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populism

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The 21st century is no longer a child. However young it may still seem to us, the global events that we have lived through have already made this century as dramatic as the last one. Probably in the annals of history its beginnings will be remembered for the global challenges that characterized them, such as… Read the full article

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Juan Carlos Scannone, an Argentine Jesuit born in 1931 and who died in November 2019, was a one of the great figures of the Church in Argentina and Latin America. He was also very aware of the problems of the universal Church. He obtained a doctorate in theology with a thesis written in Innsbruck, directed… Read the full article

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After the end of the Soviet Union, both the pro-Western Russian elite and the vast majority of the population had the hope of becoming part of the Western community, or rather, of becoming once again part of Europe after having travelled a different path since the October Revolution. It was thought that Russia would naturally… Read the full article

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The specter of xenophobia in Europe For years Europe has been haunted by a specter threatening its political, social and cultural cohesion. This specter is a fear of immigrants, and particularly Muslim immigrants, astutely manipulated through media narratives. In our societies – in those less open and democratic – the refugee is sometimes seen not… Read the full article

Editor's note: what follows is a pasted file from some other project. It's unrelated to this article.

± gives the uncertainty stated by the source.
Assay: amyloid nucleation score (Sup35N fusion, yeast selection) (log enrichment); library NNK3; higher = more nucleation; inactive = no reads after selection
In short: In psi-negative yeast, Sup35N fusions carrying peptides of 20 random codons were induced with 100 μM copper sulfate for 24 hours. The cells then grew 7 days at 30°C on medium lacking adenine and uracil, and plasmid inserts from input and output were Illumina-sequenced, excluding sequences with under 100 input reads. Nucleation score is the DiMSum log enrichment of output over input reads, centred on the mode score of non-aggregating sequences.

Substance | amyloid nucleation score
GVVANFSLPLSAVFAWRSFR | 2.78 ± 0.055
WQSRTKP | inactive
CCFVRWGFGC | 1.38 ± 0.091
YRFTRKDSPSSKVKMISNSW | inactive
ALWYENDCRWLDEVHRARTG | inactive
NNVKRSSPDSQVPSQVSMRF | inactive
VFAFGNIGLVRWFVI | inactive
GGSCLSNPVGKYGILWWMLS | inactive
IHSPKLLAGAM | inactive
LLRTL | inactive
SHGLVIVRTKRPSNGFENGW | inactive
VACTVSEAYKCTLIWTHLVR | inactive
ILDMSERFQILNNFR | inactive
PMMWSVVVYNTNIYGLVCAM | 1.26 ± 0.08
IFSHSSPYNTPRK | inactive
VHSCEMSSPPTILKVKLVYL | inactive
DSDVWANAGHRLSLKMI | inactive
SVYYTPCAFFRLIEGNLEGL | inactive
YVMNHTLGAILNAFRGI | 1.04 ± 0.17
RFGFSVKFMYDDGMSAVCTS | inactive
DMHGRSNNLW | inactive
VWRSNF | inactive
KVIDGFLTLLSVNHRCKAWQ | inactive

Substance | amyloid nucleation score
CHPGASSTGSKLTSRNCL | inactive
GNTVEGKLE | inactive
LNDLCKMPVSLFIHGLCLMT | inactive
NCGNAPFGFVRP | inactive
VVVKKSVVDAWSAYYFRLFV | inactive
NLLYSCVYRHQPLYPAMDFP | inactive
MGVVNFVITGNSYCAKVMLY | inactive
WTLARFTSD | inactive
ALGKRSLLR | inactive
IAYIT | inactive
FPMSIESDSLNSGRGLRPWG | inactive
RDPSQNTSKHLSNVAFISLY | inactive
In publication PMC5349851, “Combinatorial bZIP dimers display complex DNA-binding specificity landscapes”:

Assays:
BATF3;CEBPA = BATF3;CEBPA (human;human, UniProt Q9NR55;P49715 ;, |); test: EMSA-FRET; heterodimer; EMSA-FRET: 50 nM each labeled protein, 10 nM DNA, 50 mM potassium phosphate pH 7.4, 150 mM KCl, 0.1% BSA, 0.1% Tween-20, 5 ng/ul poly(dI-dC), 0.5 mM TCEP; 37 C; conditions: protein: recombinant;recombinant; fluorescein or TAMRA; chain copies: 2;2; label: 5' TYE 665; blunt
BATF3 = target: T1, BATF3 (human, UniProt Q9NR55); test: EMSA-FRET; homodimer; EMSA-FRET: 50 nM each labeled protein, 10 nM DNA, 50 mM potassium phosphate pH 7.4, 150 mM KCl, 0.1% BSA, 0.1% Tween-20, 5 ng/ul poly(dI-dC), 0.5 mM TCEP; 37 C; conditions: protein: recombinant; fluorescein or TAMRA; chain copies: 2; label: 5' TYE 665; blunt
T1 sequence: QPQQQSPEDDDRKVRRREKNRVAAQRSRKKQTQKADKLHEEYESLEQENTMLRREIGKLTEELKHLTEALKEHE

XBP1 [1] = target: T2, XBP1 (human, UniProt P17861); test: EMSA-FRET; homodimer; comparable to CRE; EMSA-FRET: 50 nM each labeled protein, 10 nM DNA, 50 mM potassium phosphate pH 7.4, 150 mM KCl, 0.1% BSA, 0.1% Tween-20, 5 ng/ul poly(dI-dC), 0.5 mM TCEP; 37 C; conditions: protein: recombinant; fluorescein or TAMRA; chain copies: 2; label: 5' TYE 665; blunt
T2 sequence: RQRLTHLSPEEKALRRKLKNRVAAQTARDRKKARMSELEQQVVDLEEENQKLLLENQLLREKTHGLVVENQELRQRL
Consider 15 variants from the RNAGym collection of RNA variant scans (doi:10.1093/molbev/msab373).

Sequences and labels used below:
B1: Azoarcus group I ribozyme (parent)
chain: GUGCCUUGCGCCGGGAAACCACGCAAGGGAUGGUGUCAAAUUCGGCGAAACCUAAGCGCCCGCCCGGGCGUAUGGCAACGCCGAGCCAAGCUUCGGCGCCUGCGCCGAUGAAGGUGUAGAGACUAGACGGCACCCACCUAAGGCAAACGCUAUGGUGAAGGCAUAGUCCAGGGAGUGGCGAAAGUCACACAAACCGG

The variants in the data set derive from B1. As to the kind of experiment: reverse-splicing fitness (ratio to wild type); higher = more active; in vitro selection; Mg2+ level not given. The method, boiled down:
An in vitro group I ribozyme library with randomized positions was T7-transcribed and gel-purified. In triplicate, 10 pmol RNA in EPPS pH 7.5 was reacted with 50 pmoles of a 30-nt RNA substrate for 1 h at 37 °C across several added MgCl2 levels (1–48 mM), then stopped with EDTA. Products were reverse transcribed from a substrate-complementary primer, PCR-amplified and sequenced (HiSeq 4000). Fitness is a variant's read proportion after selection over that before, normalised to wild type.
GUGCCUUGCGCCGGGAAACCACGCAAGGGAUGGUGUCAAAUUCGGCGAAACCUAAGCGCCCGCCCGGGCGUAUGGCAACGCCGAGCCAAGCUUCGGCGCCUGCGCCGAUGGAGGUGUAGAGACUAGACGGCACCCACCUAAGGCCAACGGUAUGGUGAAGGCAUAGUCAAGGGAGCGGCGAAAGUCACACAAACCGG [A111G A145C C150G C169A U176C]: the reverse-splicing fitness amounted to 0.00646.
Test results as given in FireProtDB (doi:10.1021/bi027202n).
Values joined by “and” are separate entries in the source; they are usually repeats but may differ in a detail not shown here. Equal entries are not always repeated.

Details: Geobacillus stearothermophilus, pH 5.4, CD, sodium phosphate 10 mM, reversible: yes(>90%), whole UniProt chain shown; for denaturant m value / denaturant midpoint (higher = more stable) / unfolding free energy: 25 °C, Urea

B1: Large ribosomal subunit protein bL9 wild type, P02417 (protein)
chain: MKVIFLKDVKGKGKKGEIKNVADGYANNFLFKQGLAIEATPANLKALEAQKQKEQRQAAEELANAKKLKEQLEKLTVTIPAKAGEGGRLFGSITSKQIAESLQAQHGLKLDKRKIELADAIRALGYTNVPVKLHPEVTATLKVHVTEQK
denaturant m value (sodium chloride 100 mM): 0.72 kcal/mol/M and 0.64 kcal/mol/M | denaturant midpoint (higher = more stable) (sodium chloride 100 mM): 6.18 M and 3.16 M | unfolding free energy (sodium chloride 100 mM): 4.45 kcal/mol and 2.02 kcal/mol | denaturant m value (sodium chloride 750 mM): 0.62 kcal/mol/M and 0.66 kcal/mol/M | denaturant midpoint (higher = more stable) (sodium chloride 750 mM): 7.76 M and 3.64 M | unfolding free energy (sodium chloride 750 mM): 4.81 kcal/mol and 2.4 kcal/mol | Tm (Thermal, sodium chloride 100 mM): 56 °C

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From the liberal economic model to the proposal of a global economy Solidarity and shared purpose – both within and across nations – seem to be in short supply in the current world economy. Nevertheless, the current state of affairs may offer an important opportunity for thinking in creative new ways about what an economy… Read the full article

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When in history populist movements return, they are like stormy waves crashing over governments and institutions. Their identities and political programs were brought into the open by the millions of votes received in the European elections of 2014 by various political forces that almost all coalesced into two groups in the European Parliament in Strasbourg,… Read the full article

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The term “post–truth” had no sooner been born than the Oxford English Dictionary consecrated it as “Word of the Year 2016”, defining it as “circumstances in which objective facts are less influential in shaping public opinion than appeals to emotion and personal belief.” It is a time when information, like the rod of a pendulum,… Read the full article

2016

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In the end, Emmanuel Macron emerged victorious from the French presidential election, winning the run–off with 66.1 percent of the vote, against the 33.9 percent obtained by his opponent, Marine Le Pen. The new French president won 20,703,631 votes, while the National Front leader received 10,637,183. At over 25 percent, abstention reached its highest level… Read the full article